Quand Cécile by Philippe Marczewski

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“voilà comment on oublie les choses, comment on oublie les êtres, et comme il oublie Cécile, et il voudrait empêcher cette béance qui s’ouvre peu à peu dans sa mémoire de dévorer son visage parce que l’oubli est injuste et brutal, il avale la couleur des yeux, la forme des mains les parfums et les mots et ne laissent affluer que le souvenir de la mort”

“This is how one forgets things, how one forgets people, and how he forgets Cécile, and he’d like to prevent this gap that’s gradually opening up in his memory from devouring his face, because forgetting is unfair and brutal, it swallows up the color of eyes, the shape of hands, perfumes and words, and leaves only the memory of death to flow in”.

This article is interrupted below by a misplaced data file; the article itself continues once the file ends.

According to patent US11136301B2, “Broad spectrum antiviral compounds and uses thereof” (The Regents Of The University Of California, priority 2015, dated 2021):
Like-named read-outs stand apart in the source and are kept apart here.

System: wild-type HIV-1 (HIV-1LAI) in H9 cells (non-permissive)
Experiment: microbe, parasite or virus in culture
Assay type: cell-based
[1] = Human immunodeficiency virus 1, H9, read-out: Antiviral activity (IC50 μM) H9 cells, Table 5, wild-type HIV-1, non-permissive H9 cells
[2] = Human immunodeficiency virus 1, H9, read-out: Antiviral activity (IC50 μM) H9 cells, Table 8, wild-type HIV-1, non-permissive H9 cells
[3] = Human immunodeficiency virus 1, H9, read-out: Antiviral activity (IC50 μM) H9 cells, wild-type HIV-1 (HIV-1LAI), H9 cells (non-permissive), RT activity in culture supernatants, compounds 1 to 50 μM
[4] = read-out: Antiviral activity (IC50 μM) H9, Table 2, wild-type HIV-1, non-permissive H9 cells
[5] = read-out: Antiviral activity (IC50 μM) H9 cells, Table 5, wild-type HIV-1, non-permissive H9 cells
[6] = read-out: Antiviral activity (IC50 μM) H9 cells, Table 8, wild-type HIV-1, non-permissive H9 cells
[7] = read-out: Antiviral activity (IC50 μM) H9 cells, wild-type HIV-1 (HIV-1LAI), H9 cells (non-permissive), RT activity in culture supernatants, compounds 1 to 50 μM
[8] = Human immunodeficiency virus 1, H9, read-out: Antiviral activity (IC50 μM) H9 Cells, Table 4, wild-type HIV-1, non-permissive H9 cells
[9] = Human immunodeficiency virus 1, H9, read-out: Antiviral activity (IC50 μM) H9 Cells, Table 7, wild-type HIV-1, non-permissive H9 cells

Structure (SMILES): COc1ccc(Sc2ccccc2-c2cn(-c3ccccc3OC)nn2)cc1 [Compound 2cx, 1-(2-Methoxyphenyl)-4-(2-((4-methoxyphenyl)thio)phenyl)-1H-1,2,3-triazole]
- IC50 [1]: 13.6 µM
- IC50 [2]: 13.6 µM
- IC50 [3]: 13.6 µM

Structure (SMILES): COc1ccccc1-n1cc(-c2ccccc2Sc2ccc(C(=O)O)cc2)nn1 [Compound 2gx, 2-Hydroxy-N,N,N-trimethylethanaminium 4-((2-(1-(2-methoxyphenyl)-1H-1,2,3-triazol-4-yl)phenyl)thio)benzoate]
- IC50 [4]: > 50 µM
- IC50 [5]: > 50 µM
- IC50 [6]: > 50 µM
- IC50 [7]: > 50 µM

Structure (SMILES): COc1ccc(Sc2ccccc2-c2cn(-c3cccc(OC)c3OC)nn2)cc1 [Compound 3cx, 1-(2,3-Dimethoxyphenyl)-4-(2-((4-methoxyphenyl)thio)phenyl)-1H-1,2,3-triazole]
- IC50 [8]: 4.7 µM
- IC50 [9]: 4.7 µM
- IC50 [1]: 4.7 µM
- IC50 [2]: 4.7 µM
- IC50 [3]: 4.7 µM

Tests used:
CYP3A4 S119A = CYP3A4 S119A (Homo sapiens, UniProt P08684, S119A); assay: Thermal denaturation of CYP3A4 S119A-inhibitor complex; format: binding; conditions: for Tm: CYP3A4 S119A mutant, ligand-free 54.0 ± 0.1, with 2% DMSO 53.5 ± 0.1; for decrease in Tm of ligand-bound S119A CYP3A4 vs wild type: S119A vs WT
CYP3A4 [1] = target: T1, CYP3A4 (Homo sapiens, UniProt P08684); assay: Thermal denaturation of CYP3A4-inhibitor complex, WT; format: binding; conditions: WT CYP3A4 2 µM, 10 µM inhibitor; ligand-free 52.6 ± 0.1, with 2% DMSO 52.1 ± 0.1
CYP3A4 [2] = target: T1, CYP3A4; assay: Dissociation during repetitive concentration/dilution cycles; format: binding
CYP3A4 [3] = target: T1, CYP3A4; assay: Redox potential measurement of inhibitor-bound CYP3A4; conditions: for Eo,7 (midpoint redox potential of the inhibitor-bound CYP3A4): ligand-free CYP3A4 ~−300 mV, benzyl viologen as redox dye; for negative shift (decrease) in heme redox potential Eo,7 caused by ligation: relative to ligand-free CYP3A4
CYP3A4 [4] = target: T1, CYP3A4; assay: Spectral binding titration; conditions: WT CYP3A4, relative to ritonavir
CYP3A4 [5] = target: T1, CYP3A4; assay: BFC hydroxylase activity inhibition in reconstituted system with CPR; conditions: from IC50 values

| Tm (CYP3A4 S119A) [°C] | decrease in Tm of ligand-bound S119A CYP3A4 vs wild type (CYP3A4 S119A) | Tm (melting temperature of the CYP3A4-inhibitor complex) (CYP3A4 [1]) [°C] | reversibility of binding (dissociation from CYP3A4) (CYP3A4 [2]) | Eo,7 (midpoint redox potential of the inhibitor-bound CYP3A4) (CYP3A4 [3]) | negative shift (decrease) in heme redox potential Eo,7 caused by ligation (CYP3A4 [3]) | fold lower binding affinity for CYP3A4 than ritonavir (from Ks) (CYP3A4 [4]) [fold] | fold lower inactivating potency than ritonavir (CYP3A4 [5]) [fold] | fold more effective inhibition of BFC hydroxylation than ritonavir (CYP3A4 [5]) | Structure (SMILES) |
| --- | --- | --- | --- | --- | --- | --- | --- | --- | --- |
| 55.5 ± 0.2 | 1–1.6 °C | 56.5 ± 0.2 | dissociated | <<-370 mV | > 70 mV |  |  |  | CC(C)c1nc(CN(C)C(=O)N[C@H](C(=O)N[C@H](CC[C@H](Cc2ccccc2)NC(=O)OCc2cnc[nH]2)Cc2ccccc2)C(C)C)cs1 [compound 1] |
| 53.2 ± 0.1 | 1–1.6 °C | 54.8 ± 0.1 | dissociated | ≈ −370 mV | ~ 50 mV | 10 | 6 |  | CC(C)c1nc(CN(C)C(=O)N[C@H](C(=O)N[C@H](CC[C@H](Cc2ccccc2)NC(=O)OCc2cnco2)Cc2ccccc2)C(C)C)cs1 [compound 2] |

How to express absence, or rather, how to express the multi-dimensions of absence? This seems to be PM’s project in Quand Cécile. Cécile was 27 when she died in a plane crash. Our narrator had met and loved her when they were students. Then, by mutual agreement, they parted; for both of them, the timing wasn’t right.
Years later, our narrator learns of Cécile’s death, goes to the funeral and regrets not having known her better. As time passes, he crosses path with a woman in the street who reminds him furiously of Cécile. Clinging to the emotions that continue to run through him like a narrative thread, he sets out to defy oblivion, to defy the dead woman, and to imagine Cécile alive again.

Quand Cécile, Philippe Marczewski, Seuil.

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After almost two decades of working in publishing, and a few round trips between Paris and New York, Miriam has decided to settle down at Albertine to do what she enjoys most: recommending books she loves. Somehow this also includes taking bizarre pictures for Albertine's social media outlets.
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